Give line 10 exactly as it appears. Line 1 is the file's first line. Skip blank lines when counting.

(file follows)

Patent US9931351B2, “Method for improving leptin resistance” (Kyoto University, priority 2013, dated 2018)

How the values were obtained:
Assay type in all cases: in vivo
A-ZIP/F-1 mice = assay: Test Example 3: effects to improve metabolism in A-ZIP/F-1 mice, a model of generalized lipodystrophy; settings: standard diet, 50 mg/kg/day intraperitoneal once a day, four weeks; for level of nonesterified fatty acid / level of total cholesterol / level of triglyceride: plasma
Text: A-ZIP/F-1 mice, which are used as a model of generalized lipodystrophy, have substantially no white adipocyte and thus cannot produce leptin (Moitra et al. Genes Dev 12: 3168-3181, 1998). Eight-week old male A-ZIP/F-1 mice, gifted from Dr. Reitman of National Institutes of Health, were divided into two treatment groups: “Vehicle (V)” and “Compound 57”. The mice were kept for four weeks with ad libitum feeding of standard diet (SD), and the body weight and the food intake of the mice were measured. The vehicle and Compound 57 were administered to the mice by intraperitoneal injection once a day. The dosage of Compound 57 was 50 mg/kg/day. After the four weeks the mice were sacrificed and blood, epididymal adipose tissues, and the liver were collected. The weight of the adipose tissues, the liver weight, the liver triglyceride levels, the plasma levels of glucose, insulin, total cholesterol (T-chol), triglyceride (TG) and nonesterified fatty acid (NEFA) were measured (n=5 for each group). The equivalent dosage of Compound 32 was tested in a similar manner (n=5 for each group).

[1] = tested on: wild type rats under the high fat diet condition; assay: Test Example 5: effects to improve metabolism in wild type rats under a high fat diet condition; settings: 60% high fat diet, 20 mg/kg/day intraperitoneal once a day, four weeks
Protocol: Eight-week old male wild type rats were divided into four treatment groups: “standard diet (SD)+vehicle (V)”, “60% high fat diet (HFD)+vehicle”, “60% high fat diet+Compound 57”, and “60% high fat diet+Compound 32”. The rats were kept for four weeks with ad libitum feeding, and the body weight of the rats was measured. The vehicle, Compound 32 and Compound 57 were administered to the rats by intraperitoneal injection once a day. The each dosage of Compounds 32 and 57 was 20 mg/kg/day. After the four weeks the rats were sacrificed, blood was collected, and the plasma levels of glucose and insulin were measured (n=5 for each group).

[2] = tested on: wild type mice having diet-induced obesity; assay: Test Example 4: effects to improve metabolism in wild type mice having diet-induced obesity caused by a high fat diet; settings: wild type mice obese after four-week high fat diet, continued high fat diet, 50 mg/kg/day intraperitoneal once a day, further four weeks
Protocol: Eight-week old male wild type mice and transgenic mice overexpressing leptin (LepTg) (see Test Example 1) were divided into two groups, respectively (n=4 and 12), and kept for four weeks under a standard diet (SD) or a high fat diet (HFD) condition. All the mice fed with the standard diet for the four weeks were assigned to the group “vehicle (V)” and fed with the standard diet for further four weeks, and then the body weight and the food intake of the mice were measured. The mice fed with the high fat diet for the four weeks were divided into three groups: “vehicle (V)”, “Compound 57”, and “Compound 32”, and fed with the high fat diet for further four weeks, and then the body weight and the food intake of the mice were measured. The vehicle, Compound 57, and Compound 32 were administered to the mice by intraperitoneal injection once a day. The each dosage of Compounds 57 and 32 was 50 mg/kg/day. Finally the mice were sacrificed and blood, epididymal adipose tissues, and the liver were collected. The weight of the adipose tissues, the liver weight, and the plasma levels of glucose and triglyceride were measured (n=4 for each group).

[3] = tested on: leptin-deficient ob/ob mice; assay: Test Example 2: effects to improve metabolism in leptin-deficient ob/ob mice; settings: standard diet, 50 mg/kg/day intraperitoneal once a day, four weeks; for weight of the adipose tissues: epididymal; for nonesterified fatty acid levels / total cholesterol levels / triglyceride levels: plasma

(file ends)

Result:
[3] = tested on: leptin-deficient ob/ob mice; assay: Test Example 2: effects to improve metabolism in leptin-deficient ob/ob mice; settings: standard diet, 50 mg/kg/day intraperitoneal once a day, four weeks; for weight of the adipose tissues: epididymal; for nonesterified fatty acid levels / total cholesterol levels / triglyceride levels: plasma